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Rural Coloradans show strong support for abortion-rights constitutional amendment

Patty Coen stands outside her home in Montezuma County, Colorado, wearing a shirt that says “I will aid and abet abortion.”
Ilana Newman
/
The Daily Yonder
Patty Coen stands outside her home in Montezuma County, Colorado, wearing a shirt that says “I will aid and abet abortion.”

Patty Coen was able to finish her bachelor’s degree because she had an abortion. Ever since, the Southwest Colorado resident has been an advocate for abortion access and reproductive justice.

She worked as a nurse at a reproductive-care agency in Durango for about seven years. When a campaign started to protect abortion rights by getting a state constitutional amendment on the ballot, she headed the petition drive in rural Montezuma County, where she lives.

She said her personal story and her experience working at Planned Parenthood

compelled her to get involved.

“I worked at Planned Parenthood when Texas shut down abortion as unnecessary healthcare during Covid,” Coen said. “So I saw the people with uteruses drive 12 hours, have their abortion, get right back in the car and drive back to Texas.”

Coen said she wanted to make sure that voters in Montezuma County had a chance to help get the amendment on the November ballot.

“I really wanted our county to be represented,” Coen said.

Although rural voters as a group are more likely than voters in large cities to support conservative candidates, that doesn’t necessarily translate into anti-abortion preferences. A poll of rural voters in swing states to be released this month by the Rural Democracy Initiativefound that three-quarters of respondents said women should be in charge of decisions about abortion.

“I know we [people who support abortion rights] are here,” Coen said. “You see the loud people of hate, and it’s like, yeah, they’re loud and they make you think they’re a lot of ’em. But I mean, wow, we got a lot of signatures.”

Abortion is currently legal in Colorado at all stages of pregnancy. The proposed Initiative 89 seeks to amend the Colorado constitution so that the legality of abortion in the state can not change in the future. It also would allow for public health insurance funds to cover abortion, overturning a current constitutional amendmentprohibiting state insurance and Medicaid from paying for abortion care.

To get on the ballot in Colorado, initiative petitions that seek to make changes to the constitution need at least 124,238 signatureswith signatures from at least two percent of the registered voters in each of the 35 Colorado state senate districts.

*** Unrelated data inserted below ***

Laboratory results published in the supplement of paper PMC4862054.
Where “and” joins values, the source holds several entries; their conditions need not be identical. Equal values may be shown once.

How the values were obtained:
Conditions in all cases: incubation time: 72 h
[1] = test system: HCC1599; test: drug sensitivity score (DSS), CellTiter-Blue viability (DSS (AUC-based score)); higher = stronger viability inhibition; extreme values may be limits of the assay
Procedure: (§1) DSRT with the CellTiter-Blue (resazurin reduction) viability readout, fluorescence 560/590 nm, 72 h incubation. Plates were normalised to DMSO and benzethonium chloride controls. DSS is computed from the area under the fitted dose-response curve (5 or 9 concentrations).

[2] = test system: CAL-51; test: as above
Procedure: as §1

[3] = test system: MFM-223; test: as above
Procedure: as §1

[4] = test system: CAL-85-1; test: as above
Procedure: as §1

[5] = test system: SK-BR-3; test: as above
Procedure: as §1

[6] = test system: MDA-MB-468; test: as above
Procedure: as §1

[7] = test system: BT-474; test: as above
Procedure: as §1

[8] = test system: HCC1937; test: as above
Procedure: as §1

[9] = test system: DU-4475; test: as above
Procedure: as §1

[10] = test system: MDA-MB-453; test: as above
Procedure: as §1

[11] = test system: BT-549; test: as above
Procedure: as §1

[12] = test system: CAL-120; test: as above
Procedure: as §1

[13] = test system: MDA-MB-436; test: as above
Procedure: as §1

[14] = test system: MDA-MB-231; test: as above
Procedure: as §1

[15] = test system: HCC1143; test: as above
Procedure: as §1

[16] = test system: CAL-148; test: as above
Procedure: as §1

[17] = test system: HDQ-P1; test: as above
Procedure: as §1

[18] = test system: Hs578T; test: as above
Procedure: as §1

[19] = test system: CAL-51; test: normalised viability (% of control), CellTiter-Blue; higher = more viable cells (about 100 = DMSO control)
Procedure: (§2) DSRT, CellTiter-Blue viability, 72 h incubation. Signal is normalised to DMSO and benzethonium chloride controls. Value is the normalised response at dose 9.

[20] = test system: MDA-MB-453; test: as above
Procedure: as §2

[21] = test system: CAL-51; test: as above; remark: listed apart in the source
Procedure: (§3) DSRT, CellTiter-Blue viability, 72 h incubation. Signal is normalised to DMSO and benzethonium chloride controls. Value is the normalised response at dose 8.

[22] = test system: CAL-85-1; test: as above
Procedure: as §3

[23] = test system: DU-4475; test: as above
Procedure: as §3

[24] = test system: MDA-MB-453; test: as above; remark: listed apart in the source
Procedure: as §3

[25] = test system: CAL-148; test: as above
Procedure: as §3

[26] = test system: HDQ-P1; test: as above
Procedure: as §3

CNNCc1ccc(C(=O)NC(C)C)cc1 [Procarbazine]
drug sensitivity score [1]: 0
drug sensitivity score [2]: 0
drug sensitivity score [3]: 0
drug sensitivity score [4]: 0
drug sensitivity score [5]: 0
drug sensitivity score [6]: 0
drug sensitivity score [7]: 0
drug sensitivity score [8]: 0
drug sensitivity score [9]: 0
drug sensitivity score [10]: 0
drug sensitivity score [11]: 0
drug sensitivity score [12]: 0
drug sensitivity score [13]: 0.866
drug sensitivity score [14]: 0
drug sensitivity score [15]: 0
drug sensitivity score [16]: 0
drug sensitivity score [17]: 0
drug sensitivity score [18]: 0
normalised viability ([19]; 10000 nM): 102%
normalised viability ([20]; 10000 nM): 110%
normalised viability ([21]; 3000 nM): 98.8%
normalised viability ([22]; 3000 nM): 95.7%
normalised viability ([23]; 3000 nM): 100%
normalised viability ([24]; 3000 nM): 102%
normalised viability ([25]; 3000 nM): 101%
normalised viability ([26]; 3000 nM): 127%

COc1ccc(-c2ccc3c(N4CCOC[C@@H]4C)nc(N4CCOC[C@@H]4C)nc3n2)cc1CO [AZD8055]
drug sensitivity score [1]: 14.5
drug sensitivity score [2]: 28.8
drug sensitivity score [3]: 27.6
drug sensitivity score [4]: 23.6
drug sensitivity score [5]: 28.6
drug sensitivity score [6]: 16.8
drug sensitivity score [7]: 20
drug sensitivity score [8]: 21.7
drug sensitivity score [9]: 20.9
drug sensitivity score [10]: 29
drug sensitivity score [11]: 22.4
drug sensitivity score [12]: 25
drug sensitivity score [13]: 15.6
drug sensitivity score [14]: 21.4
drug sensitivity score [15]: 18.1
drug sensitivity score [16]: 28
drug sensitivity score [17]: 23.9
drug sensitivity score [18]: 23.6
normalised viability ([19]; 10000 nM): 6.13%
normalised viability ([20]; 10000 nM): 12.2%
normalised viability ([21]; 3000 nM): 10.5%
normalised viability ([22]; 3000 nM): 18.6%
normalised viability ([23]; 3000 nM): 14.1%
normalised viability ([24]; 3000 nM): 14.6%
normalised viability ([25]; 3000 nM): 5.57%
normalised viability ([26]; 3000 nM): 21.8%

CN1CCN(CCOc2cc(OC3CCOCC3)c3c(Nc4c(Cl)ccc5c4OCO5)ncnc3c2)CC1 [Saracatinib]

Cobalt, a Colorado abortion advocacy nonprofit, helped organize the signature gathering for Initiative 89, along with a coalition of organizations under the nameColoradans for Protecting Reproductive Freedom.

According to Laura Chapin, communications consultant for Cobalt, the petition was turned in to the Colorado Secretary of State with 230,000 signatures on April 18th, a week earlier than the deadline of April 26th. On May 17th, 2024, the Proposed Initiative 89 qualified for the November ballot.

A wall in Patty Coen’s sewing room, decorated with pro-choice stickers and art.
Ilana Newman
/
The Daily Yonder
A wall in Patty Coen’s sewing room, decorated with pro-choice stickers and art.

“Rural Colorado was pretty awesome because people are really motivated. If you come to them and say, ‘we want to put abortion rights in the Colorado constitution,’ you get a really strong response. We’ve been really pleased with the rural outreach and the rural response,” said Chapin.

Coen, who lives in Montezuma County, said that even within Colorado there is not enough access to abortion care in the more rural regions, like Southwest Colorado. When Coen worked there, the Durango Planned Parenthood offered surgical abortions, but now only offers medical abortions.

The Cortez Planned Parenthood, in Montezuma County, also offers medical abortions, but for a large chunk of the region including Montrose and the San Juan Mountain towns, accessing abortion care means driving over the San Juan mountains to one of two Southwestern Planned Parenthoods, west to Salida, or north to Glenwood Springs, a trip of at least 2 hours and including several mountain passes depending on the direction.

At the same time that the petition drive to get Initiative 89 on the ballot was underway, a petition for an opposing initiative was also underway in Colorado to ban abortion after conception. The initiative did not receive enough signatures to appear on the ballot.

Abortion-rights petitions to add abortion access to state constitutions as a 2024 ballot initiative are in progress or have already been successful in many states including Arizona, Nebraska, Missouri, Maryland, Florida, and others. However, most of these measures only protect abortion until viability, which is not the case in Colorado. Colorado allows for abortion throughout the pregnancy.

Montezuma County and Southwest Colorado’s location in the Four Corners makes it the ideal destination for out-of-state abortion seekers from neighboring states with harsher abortion laws like Arizona and Utah, or further away in Texas and Oklahoma.

“We’ve got to be a refuge state for this. We’re surrounded by states that are 100% against abortion,” said Coen.

This story was produced through the Daily YonderRural Reporting Fellowship, with support from the LOR Foundation. LOR works with people in rural places to improve quality of life. This story was shared via Rocky Mountain Community Radio, a network of public media stations in Colorado, Wyoming, Utah, and New Mexico including KSJD.